The first piece of information to share tonight is probably the schedule change; as we suspected yesterday, all of Saturday's racing has been moved to Friday, and all of Sunday's racing has been moved to Saturday, so there will be no racing on Sunday.
That made for an odd day at a World Championships; the racing started with a single rep, continued with a long run of heats into midday, then resumed with quarterfinals and more reps, whew.
The most notable thing this morning up at the start – well, besides the absence of the bow-holder starting system, which the organizers decided to scrap entirely (I think wisely, as mid-regatta is no time to be testing a starting system) - was a palpable sense of nerves in the lanes. Perhaps the large looming changes to the schedule got into the heads of some young rowers, or arguably more probably the fact that a lot of them have had shaky training outings the past several days while fighting off stomach bugs, to the extent that there was discussion of alternates racing this morning (to my knowledge that didn't happen in the end, at least in the US squad).
For the US crews, perhaps the highlight was the women's eight advancing directly to the final after falling into fourth in the first 500 meters, almost a full length behind the leaders. By 500 to go, they were within a second, and at the finish line was just shy of clear water in the lead.
“We felt like our race went pretty well,” coxswain Hannah Malzahn told USRowing. “We executed what we wanted to execute. We know what we need to improve on now. We’re just trying to roll with the punches as they come for us just focus on recovering and getting mentally prepared for the next race.”
“The main goal was accomplished, and we’re happy about that, but we’re keeping it in stride because we know that there are definitely some things that we really need to improve on if we’re going to (accomplish our goals),” said women’s eight coach Susan Francia. “Honestly with the conditions coming in, we’re just going to have to row as clean as possible to get it done.”
Equally impressive was men's single Andrew Morley's win in his quarterfinal; after leading for the first half of the race, the field came through to put him in third, so Morley dug in and took back the lead (should be a photo in the PM gallery when it gets posted). That's two solid and pretty mature races so far for Morley; he really seems on track so far.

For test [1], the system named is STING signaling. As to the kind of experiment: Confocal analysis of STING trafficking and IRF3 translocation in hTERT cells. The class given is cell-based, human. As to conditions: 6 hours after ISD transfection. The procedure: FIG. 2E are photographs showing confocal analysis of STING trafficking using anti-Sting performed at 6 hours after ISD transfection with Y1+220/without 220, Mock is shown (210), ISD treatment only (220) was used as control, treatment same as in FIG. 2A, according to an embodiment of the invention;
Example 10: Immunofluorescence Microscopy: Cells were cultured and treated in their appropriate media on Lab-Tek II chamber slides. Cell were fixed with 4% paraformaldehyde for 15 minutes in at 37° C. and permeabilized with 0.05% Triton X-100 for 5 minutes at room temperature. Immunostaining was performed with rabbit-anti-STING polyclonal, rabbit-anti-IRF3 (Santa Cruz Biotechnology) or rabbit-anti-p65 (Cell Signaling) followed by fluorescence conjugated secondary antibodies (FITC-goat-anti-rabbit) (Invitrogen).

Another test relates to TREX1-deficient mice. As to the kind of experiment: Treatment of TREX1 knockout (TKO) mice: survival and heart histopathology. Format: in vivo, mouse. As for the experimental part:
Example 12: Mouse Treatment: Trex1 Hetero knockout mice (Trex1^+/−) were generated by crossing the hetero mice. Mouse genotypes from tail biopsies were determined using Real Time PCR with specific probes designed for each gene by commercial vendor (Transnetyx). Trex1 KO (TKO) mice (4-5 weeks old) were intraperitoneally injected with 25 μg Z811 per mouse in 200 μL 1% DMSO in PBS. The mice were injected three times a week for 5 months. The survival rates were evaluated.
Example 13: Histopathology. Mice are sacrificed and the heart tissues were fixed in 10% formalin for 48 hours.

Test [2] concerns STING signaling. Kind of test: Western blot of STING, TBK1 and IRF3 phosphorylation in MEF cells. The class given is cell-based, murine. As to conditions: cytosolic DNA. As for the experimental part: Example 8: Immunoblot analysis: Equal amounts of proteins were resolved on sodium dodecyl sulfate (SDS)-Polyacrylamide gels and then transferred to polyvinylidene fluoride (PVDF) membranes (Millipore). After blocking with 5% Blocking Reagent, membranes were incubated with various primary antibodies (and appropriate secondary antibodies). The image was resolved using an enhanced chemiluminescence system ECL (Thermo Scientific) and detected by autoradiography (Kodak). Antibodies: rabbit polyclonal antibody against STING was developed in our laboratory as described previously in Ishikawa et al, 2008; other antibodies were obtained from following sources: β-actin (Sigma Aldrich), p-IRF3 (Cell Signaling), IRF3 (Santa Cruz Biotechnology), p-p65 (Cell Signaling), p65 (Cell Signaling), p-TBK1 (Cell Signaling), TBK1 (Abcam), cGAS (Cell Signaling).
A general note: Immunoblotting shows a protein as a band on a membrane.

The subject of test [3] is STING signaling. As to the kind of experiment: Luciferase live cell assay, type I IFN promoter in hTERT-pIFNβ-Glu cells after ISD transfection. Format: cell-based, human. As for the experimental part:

Returning to the eights, the US men's eight had to take a trip through the reps to get to the final, placing second in both their heat and the rep. Of all the crews that maybe could use a couple races before the final, it might be this one, so hopefully they are starting to feel their legs under them as the Saturday final approaches.
The US women's double took second place in their reps to advance to tomorrow's AB semi; back in the morning heat, though, at the start they had drifted off point during the starting sequence, and stroke Isabella Strickler pulled a very chill and slick little move to steer the boat for the first couple strokes to get the crew into the lane lines.
See more US results here in the USRowing release.
Course Conditions Redux
Conditions have been mostly a crosswind from the east, which produces an extremely flat, almost tranquil first third of the course, produces a very light chop in the third 500, and gets fairly bumpy in the last part of the racecourse where the lake gets wide. Winds were fairly light, so it is understandable why the specter of 25 mph winds after Saturday would inspire officials to alter the schedule.
I was out on a launch all afternoon and got a pretty good drenching taking photos up on the bow; the brackish water definitely left a bit of an uncomfortable, swampy sensation behind – this isn't surprising given Rio's location very nearly right on the Tropic of Capricorn. It's been a long day, and that clinches it that it's time to hit the shower.
Notes from the course
- The public walkway in front of the tower was closed just before the start of racing again today, but since the street behind the tower is a little intense, they were allowing people with babystrollers through.
- The stroke of the Brazilian W4x was sporting green braces that made her smile match the Brazilian blade design
- The New Zealand M4+ coxswain had their coxswain's extra weight taped to a pair of flip flops (called havaianas in Brazil)
- The Brazilian JM4x had about 15-20 water bottles in their hull; when they got to the line to unload them, they just kept coming and coming.
- With a fair number of three and four boat heats, there was a lot of shifting of lanes to get folks in the middle of the course; in the men's four, two boats showed up with Bow #1 bow markers, requiring a bow marker change that delayed the five-minute centers by a fair amount
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